The proportions of each group already receiving statin therapy and recommended for statin therapy under each set of guidelines, according to primary or secondary prevention, are shown in Figure Figure1.1. Based on ATP-III guidelines, 50.6% of HIV-infected, 45.9% of HCV-infected, and 33.8% of HIV/HCV-coinfected veterans were eligible for statin therapy at the time of observation. We assessed those for whom statins were underutilized, that is, “ATP-III statin eligible but not on therapy”; 22.7% of HIV-infected, 30.6% of HCV-infected, and 31.5% of HIV/HCV-coinfected veterans recommended for statins were not receiving therapy. Compared with ATP-III statin-eligible veterans on therapy, statin-eligible veterans not on therapy had lower rates of CVD and diabetes but higher rates of smoking (Table (Table2).2). HIV-infected veterans who were statin eligible but not on therapy were less likely to have an undetectable viral load compared with those receiving statin therapy as recommended by ATP-III guidelines. HCV-infected veterans who were ATP-III statin eligible but not on therapy had higher noninvasive markers of fibrosis than HCV-infected veterans receiving recommended statin therapy (Table (Table2).2). In a multivariable logistic regression model, smoking and age were independently associated with increased risk of statin underutilization based on ATP-III guidelines, while engagement in care was associated with decreased risk of underutilization. Among HIV-monoinfected and HIV/HCV-coinfected veterans, detectable HIV viral load was a predictor of statin underutilization, as was cirrhosis for HCV-monoinfected and HIV/HCV-coinfected veterans (Table (Table33).
Application of the current 2013 ACC/AHA guidelines to the cohort resulted in expansion of statin eligibility relative to ATP-III guidelines in all subgroups (Figure (Figure1).1). For HIV-infected, HCV-infected, and HIV/HCV-coinfected veterans, overall eligibility for statin therapy increased to 66.1%, 73.6%, and 58.5%, respectively. This represented an absolute increase in the proportion of veterans recommended for statin therapy of 15.5%, 27.7%, and 24.7%, respectively. Those newly recommended for therapy based on ACC/AHA guidelines had lower LDL-C and lower rates of diabetes than veterans meeting statin eligibility criteria by ATP-III guidelines (Supplementary Table 4). The majority of the absolute increases in statin eligibility from ATP-III guidelines resulted from expanded recommendations for primary prevention related to use of the 10-year ASCVD risk score as calculated using the pooled cohort equations (Figure (Figure22).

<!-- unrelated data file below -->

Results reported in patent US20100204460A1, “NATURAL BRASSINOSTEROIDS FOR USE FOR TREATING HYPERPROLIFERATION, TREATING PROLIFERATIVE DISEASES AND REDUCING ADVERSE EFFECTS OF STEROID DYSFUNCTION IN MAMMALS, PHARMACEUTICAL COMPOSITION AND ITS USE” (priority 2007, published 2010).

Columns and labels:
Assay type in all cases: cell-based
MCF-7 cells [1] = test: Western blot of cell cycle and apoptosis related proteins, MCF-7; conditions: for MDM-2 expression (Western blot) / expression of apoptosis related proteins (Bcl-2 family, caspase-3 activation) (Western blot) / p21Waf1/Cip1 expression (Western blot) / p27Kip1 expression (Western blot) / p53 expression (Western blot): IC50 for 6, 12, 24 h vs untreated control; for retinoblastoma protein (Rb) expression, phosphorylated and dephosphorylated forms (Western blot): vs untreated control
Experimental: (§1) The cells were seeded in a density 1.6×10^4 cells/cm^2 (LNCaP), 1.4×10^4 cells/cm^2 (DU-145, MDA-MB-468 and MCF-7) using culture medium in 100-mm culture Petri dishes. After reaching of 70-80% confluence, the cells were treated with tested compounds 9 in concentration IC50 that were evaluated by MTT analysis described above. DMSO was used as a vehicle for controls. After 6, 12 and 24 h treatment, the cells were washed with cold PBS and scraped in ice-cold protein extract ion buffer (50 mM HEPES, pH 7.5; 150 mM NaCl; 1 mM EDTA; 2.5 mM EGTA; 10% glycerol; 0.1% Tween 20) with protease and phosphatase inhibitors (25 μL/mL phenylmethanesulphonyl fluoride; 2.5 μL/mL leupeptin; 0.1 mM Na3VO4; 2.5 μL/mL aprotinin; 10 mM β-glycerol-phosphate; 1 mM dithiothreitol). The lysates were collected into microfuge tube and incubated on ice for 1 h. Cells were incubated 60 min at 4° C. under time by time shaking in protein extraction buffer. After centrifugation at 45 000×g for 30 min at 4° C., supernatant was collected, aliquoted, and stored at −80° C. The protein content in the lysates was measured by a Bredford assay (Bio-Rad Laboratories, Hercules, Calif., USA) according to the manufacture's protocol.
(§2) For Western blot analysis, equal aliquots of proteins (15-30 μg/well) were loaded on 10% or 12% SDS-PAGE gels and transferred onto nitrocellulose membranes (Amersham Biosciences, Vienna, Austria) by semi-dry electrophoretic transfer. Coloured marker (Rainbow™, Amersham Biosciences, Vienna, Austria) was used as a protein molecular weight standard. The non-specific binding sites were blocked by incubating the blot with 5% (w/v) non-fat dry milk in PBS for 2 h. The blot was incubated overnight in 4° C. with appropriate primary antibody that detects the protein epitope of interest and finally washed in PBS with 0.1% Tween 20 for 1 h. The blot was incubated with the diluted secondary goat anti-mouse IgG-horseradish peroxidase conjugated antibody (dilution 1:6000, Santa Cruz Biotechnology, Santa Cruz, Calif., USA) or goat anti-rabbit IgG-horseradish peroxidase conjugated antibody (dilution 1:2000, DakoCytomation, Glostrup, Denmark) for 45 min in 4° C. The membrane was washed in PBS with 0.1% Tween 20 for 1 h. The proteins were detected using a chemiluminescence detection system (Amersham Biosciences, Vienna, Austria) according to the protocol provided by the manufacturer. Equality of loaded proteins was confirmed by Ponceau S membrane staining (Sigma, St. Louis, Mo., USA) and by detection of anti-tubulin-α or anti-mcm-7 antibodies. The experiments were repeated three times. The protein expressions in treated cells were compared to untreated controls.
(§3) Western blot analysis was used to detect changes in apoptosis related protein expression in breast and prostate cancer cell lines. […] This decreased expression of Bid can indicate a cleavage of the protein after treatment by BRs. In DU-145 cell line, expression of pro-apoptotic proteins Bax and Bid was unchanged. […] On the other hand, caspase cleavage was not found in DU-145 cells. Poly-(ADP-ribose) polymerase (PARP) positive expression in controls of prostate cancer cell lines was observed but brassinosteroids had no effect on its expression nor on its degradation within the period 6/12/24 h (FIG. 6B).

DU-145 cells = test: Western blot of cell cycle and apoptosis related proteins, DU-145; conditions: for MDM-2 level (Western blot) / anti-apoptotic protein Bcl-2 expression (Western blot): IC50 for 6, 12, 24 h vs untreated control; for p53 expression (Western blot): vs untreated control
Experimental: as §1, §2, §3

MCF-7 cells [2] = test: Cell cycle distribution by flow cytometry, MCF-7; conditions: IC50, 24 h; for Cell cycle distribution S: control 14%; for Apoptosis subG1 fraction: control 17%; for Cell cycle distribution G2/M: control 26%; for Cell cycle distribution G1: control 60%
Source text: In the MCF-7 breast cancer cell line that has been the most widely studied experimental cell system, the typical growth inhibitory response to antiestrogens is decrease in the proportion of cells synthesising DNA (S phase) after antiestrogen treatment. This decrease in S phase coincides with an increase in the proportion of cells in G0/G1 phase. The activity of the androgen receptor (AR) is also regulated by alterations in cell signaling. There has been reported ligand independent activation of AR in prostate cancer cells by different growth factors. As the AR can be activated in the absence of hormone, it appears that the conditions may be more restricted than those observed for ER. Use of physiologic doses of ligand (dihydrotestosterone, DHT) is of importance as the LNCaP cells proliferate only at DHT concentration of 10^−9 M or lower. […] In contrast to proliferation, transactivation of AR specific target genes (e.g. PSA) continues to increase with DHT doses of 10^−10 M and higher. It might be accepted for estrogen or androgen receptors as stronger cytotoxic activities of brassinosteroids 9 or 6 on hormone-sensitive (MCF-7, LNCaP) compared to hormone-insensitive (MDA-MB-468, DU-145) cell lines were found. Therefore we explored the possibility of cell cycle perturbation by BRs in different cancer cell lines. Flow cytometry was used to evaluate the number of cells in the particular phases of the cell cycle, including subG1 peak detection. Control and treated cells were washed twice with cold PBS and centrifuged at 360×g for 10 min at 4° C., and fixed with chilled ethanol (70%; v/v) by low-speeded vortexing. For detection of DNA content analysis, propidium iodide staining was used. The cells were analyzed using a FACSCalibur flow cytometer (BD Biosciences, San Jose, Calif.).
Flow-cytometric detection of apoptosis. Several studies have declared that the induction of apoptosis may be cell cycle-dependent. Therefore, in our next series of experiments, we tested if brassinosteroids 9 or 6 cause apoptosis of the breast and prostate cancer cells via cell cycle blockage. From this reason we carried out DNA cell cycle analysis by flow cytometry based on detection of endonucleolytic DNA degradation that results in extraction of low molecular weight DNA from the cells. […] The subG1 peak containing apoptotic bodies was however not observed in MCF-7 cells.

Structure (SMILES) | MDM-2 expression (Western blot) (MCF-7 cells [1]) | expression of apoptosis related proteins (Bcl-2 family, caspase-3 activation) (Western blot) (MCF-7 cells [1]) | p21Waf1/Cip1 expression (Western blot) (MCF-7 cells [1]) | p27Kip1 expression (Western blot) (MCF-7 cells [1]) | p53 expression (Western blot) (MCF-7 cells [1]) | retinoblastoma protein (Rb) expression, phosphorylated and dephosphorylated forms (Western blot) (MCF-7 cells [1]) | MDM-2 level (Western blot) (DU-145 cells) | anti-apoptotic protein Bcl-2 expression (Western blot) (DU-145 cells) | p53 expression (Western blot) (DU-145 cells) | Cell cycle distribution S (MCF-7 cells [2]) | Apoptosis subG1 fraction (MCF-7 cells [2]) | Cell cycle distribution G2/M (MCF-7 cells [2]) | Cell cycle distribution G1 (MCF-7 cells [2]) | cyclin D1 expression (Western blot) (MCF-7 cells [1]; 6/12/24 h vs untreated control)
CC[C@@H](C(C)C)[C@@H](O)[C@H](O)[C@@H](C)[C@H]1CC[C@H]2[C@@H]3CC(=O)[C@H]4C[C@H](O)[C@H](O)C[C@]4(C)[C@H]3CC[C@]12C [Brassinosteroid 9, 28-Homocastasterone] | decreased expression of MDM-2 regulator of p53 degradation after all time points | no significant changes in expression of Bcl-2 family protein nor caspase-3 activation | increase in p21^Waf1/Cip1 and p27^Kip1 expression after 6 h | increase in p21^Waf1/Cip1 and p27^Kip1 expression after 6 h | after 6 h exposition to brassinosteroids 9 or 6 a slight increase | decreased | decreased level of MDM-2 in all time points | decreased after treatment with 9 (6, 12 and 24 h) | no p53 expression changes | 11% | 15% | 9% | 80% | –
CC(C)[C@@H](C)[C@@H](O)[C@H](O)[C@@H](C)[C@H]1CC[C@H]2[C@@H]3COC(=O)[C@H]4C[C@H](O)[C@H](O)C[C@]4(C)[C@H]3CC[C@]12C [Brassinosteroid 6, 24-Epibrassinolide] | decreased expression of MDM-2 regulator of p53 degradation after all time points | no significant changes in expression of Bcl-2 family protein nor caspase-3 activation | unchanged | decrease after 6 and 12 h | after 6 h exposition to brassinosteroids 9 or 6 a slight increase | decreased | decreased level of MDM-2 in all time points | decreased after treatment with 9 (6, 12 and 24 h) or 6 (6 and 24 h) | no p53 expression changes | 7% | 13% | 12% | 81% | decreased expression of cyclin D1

Similarly, application of the new VA/DoD guidelines to the cohort resulted in expansion of statin recommendations relative to ATP-III guidelines in all subgroups (Figure (Figure1).1). For HIV-infected, HCV-infected, and HIV/HCV-coinfected veterans, overall eligibility for statin therapy increased to 57.3%, 64.4%, and 49.1%, respectively. This represented an absolute increase in recommended statin therapy of 6.8%, 18.5%, and 15.3%, respectively, from ATP-III recommendations.
To estimate the likely effect of the ACC/AHA guidelines on future rates of CVD events, we applied the 10-year ASCVD risk score to all veterans without documented CVD who were newly eligible for statin therapy. We assumed statin therapy reduces the relative cardiovascular risk by 25%, as suggested in meta-analyses of statin use in primary prevention . We found that among HIV-infected veterans, 14.9% would be predicted to have 10-year CVD events, resulting in a prevention rate of 3.73%. In HCV-infected veterans, 13.0% would be expected to have 10-year CVD events, resulting in a prevention rate of 3.25%. In HIV/HCV-coinfected veterans, 13.5% would be expected to have 10-year CVD events, resulting in a prevention rate of 3.38%.
In this analysis of the national Veterans Affairs CCR, approximately half of HIV- and HCV-infected veterans were eligible for statin therapy under ATP-III guidelines, whereas Pencina et al, who evaluated eligibility during a similar time period (2005–2010), found a rate of 37.4% in the general US population . With application of new ACC/AHA guidelines, we found similarly high proportions to be eligible for statin therapy: 60%–74% in these chronically infected veterans vs less than half in the general population . Expansion in statin recommendations in the general population is predominantly due to the implementation of the new 10-year risk calculator for ASCVD and increased emphasis on primary prevention, which has created cause for much controversy. Similarly, these large expansions in statin recommendations for HIV- and HCV-infected veterans are primarily the result of application of the new risk calculator, resulting in increased statin usage for primary prevention.